(I don't put up negative reviews for books that aren't significant enough to handle it, which this isn't, it's self-published. A negative review from us should never be the number one google result for a book. What negative reviews I have put up have been for significant books that can take it.)

Also, having read the timeline this is based on, which skips over a lot of this bit cos he was rushing to the end. I'm delighted with the way he fleshed out his big twist, it was always the highlight of the timeline but it's so much better with room to breathe.

And there's much less of the sense of fascist apologetica that the timeline sometimes had.

In fact that's part of the genius of the two book split. In that book one is told from the point of view of rich white racist landowners with fascist sympathies. One of the things I got frustrated about in the timeline was the way the audience forgot that and viewed them as unambiguous heroes.

The book doesn't, because suddenly book 2 is told from the point of view of poor indian villagers (povs that we didn't really get in the timeline) and it upends a lot of the assumed nobility of the book 1 povs in a real clever way.

I still think the format weakens the book, but there is something very good here.
 

Time Enough

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I'll admit that I don't mind Great Man-ism in alternate history that much, if only because I feel having sharper divergences from OTL is kind of the point.
I think a combination of the two is a good thing, like Adam Curtis who views history through a mixture of important thinkers and mass movements, both treated as equally relevant.
 

Alex Richards

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I'll admit that I don't mind Great Man-ism in alternate history that much, if only because I feel having sharper divergences from OTL is kind of the point.
I genuinely think it's swung too far against the Theory in the academic consensus. Yes you can make the argument that it's underlying social and material factors that are the reason for concentrating power in the hands of a small number of people, but really that's just the explanation for why who those people are becomes incredibly important.
 

Charles EP M.

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Time Enough

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Whilst the Difference Engine is a classic of the Alternate History and Steampunk genre it is based upon the flimsy hypothesis that Lord Byron would create a Pro-Industrial Radical party which...is an odd one if you know anything about Lord Byron, the man who famously defend Luddites in Parliament (not for class struggle reasons obviously).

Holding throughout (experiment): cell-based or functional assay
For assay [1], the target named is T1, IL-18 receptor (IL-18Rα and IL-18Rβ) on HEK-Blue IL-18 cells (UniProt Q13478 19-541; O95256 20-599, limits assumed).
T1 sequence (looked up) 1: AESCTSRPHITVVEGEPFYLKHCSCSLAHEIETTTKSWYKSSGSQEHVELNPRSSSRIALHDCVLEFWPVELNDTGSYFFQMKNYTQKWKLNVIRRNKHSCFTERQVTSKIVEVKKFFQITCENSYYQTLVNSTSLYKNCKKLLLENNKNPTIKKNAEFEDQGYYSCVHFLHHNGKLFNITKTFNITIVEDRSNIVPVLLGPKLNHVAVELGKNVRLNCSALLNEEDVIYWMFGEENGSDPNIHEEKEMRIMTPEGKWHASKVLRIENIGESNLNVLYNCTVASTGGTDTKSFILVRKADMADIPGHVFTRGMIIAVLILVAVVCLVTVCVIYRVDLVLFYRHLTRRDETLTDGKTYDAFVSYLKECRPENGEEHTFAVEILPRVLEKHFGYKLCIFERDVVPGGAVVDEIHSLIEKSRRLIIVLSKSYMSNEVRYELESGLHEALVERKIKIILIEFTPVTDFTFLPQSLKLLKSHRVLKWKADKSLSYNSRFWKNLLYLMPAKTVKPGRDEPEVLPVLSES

Time Enough

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What if Byron thought that if he created the party, he could get sex out of it?
“Byron, your the only Radical who could possibly become Prime Minister”
“Cool, cool, cool...can I have a three way whilst John Hobhouse looks on?”
“Sure”
“Then I’m in!”

I do remember thinking of an idea for a ‘Lord Byron as PM’ world and it would have included;
-A large Green Belt zone because Byron wants miles of forest god damn it
-Bicycles becoming popular because of the lack of cars due to slower industrialisation
-Byron dies of Syphillis in the early 1850s but a doctor kills him with an overdose of drugs. He also has many illegitimate off spring around the globe.
...
...
Look I lived in the town he’s buried in for my entire developing youth, I think I’m allowed to go ‘Maybe a Radical Lord who loved sex would have a mixed effect on Britain’s future’ etc.
 

Time Enough

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I do find the logical determinism of historical deaths does pervade Alternate History even when there quite avoidable or dependent on stuff like cancer occurring etc.

Floyd B. Olson or Mark Ashton could be alive if things changed slightly in there body and even a slight change could ensure there survival etc.
 

Time Enough

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I was just thinking, there’s interesting dilemma for Alternate Historians to ponder when using historical figures and characters.

For example, if you had a Late Victorian era Alternate History you could have an appearance from Jack The Ripper etc. but doing so could seem distasteful and perpetuating the allure around the figure instead of remembering the women who were brutally murdered.

Another example is I have considered the possibility of an Alternate History British Conspiracy Thriller with Daniel Morgan as the protagonist but it never got far due to the realisation that it would be kind of tasteless and his family have already suffered enough.